How not being able to cuddle my sick baby led to a life-saving invention

By Donna Ferguson

Caitlin Shorricks will never forget the agony of seeing her three-month-old baby, Theía, being treated for cancer last year. She was scared to pick up her daughter for fear of accidentally pulling out the tube running into her main jugular vein: “I was totally terrified. If I wanted to hold her, I had to call a nurse to help.”

Determined to find a safe way to cuddle her little girl, she teamed up with her aunt Eva Newberry, who used to be a dressmaker, to create a garment for the baby that would keep the line safely tucked away in a pocket. They called it a “Choob Toob’”.

Now Shorricks is hoping to manufacture enough of the garments to offer a free Choob Toob to any child who needs one. She has set up Tiny Teas Trust, and spent over £6,000 designing and making the garments. At first, customers came via word of mouth, but now Shorricks is inundated with requests from parents.

Central lines, also known as central venous catheters, are often used to painlessly give fluids, drugs and blood transfusions to patients whose veins are too small and fragile for other catheters. If a central line becomes detached, it can be life-threatening.

At the beginning of her treatment, 14-week-old Theía had two tubes dangling out of her chest, long enough to get caught in her toes or, worse, her nappy. “I was told never to let the ends go near her nappy – or she could get sepsis,” said Shorricks. Yet when chemotherapy ended, Shorricks had to care for Theía at home for several months with the line still in place.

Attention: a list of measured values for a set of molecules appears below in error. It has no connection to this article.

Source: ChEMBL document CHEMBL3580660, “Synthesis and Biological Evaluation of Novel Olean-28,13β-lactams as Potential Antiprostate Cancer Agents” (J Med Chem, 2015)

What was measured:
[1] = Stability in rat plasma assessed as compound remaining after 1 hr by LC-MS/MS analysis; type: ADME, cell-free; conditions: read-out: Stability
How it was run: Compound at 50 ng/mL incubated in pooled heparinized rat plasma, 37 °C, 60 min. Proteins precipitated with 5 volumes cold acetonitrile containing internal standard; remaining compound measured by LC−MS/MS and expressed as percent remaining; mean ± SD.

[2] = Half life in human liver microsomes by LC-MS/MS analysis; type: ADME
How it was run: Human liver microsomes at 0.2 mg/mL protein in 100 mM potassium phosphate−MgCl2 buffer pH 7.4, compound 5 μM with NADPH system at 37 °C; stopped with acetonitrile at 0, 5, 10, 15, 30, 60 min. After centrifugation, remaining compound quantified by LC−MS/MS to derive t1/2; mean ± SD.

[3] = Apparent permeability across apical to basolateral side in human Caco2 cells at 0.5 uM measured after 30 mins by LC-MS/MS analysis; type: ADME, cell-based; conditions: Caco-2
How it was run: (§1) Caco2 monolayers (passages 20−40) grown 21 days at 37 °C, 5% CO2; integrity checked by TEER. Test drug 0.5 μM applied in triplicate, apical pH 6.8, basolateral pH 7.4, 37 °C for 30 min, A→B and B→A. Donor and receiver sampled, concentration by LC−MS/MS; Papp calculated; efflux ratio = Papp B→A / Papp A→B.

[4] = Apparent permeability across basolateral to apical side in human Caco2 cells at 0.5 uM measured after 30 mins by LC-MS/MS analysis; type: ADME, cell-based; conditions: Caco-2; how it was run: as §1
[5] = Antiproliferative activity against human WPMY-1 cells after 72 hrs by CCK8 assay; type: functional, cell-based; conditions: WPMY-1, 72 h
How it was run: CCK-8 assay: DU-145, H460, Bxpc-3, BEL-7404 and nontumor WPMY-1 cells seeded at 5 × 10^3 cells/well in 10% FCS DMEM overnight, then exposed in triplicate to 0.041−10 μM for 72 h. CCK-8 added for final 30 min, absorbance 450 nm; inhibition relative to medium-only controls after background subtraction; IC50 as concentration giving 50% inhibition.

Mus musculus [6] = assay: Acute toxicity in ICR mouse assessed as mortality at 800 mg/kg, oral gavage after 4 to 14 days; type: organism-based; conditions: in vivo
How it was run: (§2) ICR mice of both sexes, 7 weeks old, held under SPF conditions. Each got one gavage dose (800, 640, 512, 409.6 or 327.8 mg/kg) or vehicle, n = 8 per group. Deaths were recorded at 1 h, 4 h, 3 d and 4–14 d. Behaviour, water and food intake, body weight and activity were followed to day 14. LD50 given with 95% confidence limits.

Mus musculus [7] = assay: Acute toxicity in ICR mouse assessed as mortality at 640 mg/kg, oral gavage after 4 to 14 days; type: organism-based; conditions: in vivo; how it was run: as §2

“If she pulled it, I would have had to rush back to hospital. How was she supposed to have tummy time, learn to roll or sit up? What if it did end up in her nappy?”

Theía is 20 months old now, and in remission. The Choob Toobs she wore day and night allowed Shorricks to keep her tubes clean and secure.

When Theía’s line was removed after five months, her consultant at Great Ormond Street asked how many line infections and line pulls the baby had had at home. Shorricks said she’d had none. “He sort of laughed at me, like it couldn’t be true.” So she explainedabout “the weird little top” that Theía wore under her clothes. “He said that was fascinating and I should do something with it.”

She has since created Choob Toobs for older children as well. “One little girl said she loves that no one knows she has a central line and she can wear whatever she wants on top. It’s given those children back a sense of self.”

While Theía doesn’t remember her time in hospital, Shorricks remains traumatised by feeling too scared to hug her baby. She never wants another parent to suffer that: “I need to help other families because there is nothing else available and I just can’t imagine being back in that situation. It makes me want to cry, just thinking about what other parents are going through.”

She said 100% of donations to Tiny Teas Trust go to manufacturing Choob Toobs and printing leaflets. Neither she nor her aunt, who currently makes the garments to order, receive any payment.